Fortunately the Japanese were worried too. They doubled the guards and watched the POWs closely day and night as well as the Korean troops who were becoming openly rebellious. A group of Koreans asked ‘Pav’ for poison – they were keen to do away with Captain Suzuki, the Japanese commanding officer, knowin the plan included being killed. By this time the number of Japanese troops in the compound had doubled and there were a further 20,000 further up the mountainside. Without POW assistance and against their advice, the Koreans attacked Suzuki whilst he was sleeping – he drew his Samurai sword, wounding three of them. The Koreans were immediately disarmed, but they left and went underground away from the camp into hiding.
Some days later one of the Koreans, who had in the past communicated with the POWs, snuck back into the compound in the safety of darkness asking for medical help. His nose had been cleanly cut off his face by the Siamese – the Koreans were hated by the locals as they had been molesting their women. Medical staff dressed his wound and bundled him away as his presence endangered the POWs. Tensions were growing daily with each newscast confirming Allied advancement (via hidden radio) and the Japanese showing their anxiety.
Allied planes were now flying over every day and the Japanese remained on full alert and fully armed.
On evening of 15 Aug 1945 the POWs received orders 600 POWs would leave the following morning for a place 40 miles away over the hills. To the POWs this sounded ominous – believing this was the beginning of a Japanese plan to break up POWs into small groups to ‘do away’ with them. The POWs slept fitfully and the next morning could see beyond the barbed wire and camp perimeter ditch the Japanese behaving in a most unusual manner – they were burning bundles of paper, they disappeared and later reappeared in their best uniforms. The POWs were puzzled wondering if their plan was to commit hara-kiri. At 3.30pm in the afternoon the Japanese sounded their bugle for parade. Capt Suzuki addressed the men for about 20 minutes during which time the Japanese became more depressed until finally they shouted ‘Banzai’ three times, took their caps off and bowed in the direction of the rising sun.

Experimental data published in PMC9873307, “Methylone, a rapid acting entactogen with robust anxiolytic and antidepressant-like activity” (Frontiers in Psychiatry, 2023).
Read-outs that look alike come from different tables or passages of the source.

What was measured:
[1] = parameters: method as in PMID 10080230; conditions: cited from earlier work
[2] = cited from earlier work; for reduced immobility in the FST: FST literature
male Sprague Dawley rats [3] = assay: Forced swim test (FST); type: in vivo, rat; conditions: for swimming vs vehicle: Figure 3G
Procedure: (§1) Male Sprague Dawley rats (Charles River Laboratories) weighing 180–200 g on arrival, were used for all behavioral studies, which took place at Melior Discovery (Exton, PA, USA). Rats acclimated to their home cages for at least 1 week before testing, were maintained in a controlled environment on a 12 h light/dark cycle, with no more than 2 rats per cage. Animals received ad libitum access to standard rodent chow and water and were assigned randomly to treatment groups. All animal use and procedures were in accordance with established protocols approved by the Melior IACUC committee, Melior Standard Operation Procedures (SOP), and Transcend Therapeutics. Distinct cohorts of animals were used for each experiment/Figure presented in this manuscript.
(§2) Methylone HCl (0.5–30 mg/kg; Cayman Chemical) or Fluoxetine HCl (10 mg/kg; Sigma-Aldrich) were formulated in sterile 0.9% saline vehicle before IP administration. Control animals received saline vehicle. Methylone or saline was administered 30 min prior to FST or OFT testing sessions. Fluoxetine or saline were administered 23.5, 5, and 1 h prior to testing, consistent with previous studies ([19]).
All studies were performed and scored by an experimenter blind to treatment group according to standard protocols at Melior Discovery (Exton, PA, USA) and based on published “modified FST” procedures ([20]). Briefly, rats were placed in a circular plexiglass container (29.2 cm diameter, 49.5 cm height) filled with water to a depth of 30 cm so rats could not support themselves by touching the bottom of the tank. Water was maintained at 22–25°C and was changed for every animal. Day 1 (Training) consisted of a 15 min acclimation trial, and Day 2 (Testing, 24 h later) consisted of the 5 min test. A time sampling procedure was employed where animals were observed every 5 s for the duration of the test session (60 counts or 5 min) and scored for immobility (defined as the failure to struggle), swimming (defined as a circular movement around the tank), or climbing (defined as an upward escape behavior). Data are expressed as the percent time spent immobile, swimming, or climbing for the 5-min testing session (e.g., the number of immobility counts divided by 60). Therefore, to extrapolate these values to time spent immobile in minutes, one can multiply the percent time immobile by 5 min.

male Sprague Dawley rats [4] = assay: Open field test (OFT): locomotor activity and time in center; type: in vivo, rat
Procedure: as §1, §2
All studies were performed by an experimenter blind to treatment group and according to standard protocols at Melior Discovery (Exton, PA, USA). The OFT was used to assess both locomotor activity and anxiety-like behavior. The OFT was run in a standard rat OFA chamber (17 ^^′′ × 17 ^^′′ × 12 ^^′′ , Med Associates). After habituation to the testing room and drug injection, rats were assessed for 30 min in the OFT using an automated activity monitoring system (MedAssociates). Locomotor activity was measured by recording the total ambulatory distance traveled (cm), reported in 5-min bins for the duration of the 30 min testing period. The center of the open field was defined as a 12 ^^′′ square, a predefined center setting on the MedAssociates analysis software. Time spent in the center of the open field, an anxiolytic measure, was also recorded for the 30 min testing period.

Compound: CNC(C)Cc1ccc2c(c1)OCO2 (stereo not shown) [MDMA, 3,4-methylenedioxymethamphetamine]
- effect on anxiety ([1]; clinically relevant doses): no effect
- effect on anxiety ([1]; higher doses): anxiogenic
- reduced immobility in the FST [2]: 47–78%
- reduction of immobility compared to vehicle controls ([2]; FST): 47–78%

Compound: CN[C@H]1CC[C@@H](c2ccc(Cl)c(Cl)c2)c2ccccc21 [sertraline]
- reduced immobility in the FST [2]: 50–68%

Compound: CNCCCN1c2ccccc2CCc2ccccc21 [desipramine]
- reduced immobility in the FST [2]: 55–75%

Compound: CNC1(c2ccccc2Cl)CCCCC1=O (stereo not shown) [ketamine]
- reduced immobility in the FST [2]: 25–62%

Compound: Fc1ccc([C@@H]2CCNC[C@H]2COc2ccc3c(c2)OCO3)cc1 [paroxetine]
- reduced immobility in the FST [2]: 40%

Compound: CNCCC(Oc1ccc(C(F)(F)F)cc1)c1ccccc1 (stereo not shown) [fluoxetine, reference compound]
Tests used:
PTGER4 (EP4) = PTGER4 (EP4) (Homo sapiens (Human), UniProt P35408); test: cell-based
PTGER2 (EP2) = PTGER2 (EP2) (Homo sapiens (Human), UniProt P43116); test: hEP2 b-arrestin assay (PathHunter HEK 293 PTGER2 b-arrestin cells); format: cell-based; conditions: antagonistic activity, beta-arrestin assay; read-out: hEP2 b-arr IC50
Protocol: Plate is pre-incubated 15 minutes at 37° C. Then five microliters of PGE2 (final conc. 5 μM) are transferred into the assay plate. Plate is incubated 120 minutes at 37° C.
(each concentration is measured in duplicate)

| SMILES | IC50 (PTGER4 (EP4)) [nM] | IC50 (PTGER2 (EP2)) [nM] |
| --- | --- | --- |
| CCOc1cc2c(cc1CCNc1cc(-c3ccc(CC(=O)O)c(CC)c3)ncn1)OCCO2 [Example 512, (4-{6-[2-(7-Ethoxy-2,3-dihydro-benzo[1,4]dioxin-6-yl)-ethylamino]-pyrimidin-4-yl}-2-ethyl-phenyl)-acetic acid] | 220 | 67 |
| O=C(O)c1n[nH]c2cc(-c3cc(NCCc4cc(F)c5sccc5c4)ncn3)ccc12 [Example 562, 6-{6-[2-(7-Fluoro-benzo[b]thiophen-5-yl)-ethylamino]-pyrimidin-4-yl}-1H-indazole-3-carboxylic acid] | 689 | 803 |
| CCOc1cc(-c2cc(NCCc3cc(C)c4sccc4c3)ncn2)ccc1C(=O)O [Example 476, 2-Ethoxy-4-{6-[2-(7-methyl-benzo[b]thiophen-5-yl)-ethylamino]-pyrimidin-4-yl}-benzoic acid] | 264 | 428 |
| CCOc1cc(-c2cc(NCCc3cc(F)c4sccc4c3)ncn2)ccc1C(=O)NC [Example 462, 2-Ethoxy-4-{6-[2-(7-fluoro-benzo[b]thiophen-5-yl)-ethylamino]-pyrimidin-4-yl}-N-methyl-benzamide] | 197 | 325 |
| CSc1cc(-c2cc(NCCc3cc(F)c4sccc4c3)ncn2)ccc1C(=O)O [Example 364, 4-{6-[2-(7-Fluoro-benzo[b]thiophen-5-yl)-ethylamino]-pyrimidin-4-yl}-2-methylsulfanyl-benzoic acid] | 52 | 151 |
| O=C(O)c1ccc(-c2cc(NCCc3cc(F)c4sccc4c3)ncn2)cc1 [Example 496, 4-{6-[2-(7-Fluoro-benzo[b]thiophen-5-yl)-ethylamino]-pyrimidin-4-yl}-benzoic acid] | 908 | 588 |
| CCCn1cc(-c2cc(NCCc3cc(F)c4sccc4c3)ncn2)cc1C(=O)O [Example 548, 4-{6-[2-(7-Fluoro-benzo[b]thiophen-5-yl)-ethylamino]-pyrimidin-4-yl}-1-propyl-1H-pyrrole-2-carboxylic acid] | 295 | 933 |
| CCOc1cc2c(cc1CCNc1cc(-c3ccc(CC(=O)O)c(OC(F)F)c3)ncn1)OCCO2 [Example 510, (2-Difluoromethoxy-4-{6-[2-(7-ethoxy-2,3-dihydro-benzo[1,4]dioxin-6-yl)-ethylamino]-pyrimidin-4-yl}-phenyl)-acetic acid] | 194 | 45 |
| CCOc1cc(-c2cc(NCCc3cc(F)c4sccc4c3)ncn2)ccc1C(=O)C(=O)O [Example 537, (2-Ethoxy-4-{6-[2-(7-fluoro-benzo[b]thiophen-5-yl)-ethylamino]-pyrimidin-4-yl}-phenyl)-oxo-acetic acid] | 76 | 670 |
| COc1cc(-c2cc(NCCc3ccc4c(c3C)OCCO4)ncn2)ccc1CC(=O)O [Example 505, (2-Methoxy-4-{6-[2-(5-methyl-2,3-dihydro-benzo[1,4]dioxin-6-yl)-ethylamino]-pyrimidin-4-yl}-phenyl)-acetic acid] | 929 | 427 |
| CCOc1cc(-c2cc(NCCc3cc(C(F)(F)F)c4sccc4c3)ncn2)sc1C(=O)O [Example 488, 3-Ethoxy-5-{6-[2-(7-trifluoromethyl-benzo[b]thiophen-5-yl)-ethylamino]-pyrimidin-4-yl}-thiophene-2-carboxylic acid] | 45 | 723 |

One Korean guard who had not deserted signalled the POWs indicating Japan’s surrender – but many POWs thought it more likely they were about to be shot.
The Japanese Adjutant arrived and asked for senior POW officer Lt.- Col Harvey and W.O. Christopher to go across as Capt Suzuki wanted to speak with them. The POWs watched and waited in deathly silence.